NHL Chief Content Officer Steve Mayer called it "obvious" that the league will have to restart with no fans if and when it is able to resume, according to LeBrun & Burnside of THE ATHLETIC. Given that, Mayer wondered, "How do you make the environment visually exciting, how do you make what you’re listening to exciting as well? And how do you make it feel and look a little different from game to game, I think that's also one of the challenges." He continued, "I'll give you a hint into the way I think, look at our outdoor games, look at our All-Star Game, look at the way the environment looks and that'll probably give you a hint as to at least how my team and I are thinking." Mayer said the NHL's return-to-play plans are "ever-evolving" and "changing all the time." He addressed the criteria the league is searching for in hub cities: "We're back down to what I would consider a workable group [of cities]. We're not narrowing it down (to the final hub cities) until we have to. ... Our criteria have been fairly simple. ... It will be an NHL city that will host whether we’re in two cities or in four cities. We needed also an arena that can handle four to six teams, locker-rooms, not every arena can do that" (THEATHLETIC.com, 5/20).

WESTERN CANADIAN OPTIONS: In Edmonton, Robert Tychkowski notes the Oilers, who have been "pushing hard behind the scenes to become an NHL hub city if the season resumes, are now taking their case public." The way they see it, Edmonton's Ice District and the city's overall response to COVID-19 "should make it an automatic choice to host one of the 12-team playoff groups." Oilers Entertainment Group Senior VP/Communications Tim Shipton said, "We've been working diligently with the NHL, the Government of Alberta and the City of Edmonton on a host bid. ... Edmonton should be right at the top of the list" (EDMONTON SUN, 5/21). SPORTSNET.ca's Iain MacIntyre noted Vancouver also is an "appealing candidate to stage the NHL playoffs." There were "just two new cases of COVID-19 reported by the province on Tuesday," and British Columbia’s coronavirus mortality rate is the "lowest of any jurisdiction in North America or Western Europe that contains at least five million residents." In addition, Rogers Arena is "downtown, walking distance to several luxury hotels," and both Burnaby Eight Rinks and the three sheets of ice at the Univ. of British Columbia are "available as practice venues a short drive away" (SPORTSNET.ca, 5/20).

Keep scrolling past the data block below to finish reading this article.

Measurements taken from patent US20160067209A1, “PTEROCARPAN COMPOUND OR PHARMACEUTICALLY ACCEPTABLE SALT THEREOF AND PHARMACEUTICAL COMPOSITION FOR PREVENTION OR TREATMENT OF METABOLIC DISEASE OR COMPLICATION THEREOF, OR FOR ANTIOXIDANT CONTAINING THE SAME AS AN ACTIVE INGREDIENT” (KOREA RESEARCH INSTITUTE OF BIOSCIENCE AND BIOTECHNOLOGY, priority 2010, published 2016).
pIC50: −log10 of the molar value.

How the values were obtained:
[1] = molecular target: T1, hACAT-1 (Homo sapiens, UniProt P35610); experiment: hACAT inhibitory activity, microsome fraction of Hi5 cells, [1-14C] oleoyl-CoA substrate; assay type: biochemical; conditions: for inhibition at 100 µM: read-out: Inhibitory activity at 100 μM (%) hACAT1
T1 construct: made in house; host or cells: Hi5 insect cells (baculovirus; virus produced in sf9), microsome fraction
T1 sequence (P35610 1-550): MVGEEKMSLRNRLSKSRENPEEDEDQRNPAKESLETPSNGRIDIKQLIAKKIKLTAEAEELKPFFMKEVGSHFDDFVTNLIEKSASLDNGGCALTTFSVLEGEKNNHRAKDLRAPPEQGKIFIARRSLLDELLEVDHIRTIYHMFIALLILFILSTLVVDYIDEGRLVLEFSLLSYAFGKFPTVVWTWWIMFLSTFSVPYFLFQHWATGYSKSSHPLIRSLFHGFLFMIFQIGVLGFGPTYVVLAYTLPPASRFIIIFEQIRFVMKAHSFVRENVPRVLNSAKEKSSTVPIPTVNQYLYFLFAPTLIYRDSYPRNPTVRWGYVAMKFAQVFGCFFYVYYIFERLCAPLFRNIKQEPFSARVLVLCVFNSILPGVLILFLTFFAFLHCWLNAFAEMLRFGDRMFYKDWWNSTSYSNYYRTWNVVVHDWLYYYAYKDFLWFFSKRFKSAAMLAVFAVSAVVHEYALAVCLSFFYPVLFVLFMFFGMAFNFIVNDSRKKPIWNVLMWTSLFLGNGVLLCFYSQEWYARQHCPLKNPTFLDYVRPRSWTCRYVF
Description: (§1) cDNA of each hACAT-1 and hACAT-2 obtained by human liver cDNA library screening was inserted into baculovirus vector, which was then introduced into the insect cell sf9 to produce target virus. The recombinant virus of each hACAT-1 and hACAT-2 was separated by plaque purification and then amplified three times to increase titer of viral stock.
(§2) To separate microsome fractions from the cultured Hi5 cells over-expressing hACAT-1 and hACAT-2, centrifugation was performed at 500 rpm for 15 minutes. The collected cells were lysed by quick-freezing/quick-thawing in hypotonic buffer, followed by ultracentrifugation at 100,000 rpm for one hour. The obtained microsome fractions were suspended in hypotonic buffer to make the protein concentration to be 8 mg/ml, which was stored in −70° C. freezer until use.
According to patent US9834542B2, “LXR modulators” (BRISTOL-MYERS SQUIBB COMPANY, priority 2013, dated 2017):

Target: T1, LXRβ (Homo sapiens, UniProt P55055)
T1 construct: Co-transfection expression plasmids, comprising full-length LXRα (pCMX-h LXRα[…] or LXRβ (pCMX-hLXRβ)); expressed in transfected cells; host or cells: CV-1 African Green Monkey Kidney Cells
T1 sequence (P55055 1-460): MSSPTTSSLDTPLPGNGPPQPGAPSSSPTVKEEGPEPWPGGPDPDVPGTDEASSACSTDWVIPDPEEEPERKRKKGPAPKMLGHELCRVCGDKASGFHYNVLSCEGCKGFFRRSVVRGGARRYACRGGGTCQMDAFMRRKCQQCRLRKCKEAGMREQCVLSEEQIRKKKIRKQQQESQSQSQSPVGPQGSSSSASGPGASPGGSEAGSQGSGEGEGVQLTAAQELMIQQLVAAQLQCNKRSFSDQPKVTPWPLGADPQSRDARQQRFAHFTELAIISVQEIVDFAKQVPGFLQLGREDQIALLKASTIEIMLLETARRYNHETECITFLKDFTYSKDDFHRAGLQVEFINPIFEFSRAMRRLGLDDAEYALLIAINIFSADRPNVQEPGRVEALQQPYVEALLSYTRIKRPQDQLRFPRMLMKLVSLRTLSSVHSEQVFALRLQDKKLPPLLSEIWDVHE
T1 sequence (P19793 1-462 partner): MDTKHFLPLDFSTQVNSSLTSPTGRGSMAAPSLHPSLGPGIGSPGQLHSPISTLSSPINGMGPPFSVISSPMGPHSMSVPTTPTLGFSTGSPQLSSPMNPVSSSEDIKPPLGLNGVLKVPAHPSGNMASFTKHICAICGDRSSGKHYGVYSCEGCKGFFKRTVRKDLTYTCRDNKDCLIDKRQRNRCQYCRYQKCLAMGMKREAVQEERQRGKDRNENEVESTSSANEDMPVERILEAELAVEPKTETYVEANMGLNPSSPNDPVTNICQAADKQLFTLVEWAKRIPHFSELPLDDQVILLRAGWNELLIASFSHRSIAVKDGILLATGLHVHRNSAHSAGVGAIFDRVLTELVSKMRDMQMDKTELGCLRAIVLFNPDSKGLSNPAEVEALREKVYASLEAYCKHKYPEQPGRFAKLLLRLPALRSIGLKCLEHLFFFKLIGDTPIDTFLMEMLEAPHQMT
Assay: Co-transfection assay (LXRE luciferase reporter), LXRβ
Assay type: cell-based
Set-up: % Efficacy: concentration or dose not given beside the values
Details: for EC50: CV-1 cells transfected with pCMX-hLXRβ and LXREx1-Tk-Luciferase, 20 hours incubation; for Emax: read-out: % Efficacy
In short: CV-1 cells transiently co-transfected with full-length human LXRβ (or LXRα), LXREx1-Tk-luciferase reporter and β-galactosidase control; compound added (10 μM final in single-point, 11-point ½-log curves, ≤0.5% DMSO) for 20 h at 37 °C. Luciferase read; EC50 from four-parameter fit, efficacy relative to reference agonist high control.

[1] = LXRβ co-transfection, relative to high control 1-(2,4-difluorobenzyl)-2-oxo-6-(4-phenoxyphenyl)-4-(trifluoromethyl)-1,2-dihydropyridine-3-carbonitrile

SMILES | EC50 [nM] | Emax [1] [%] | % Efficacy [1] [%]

BORDER WAR: In Vancouver, Ben Kuzma notes the "'us versus them' between Vancouver and Edmonton would pit the workable Rogers Arena against the expansive Rogers Place, JW Marriott against JW Marriott, and Ice District vs. Yaletown." It is "probably going to either be Vancouver or Edmonton for serious consideration because if Vegas gets a nod, that’s two sites in the west for either hosting concept." If it is just two hubs in a 12-team concept, "what about Toronto or Columbus, Ohio?" With eight or nine cities still being vetted for hosting, the league "doesn’t want the Canucks or the Oilers exchanging verbal jabs" (Vancouver PROVINCE, 5/21).

Scott is worried he could pick up the virus from someone who is asymptomatic
Photo: GETTY IMAGES
Scott is worried he could pick up the virus from someone who is asymptomatic
Photo: GETTY IMAGES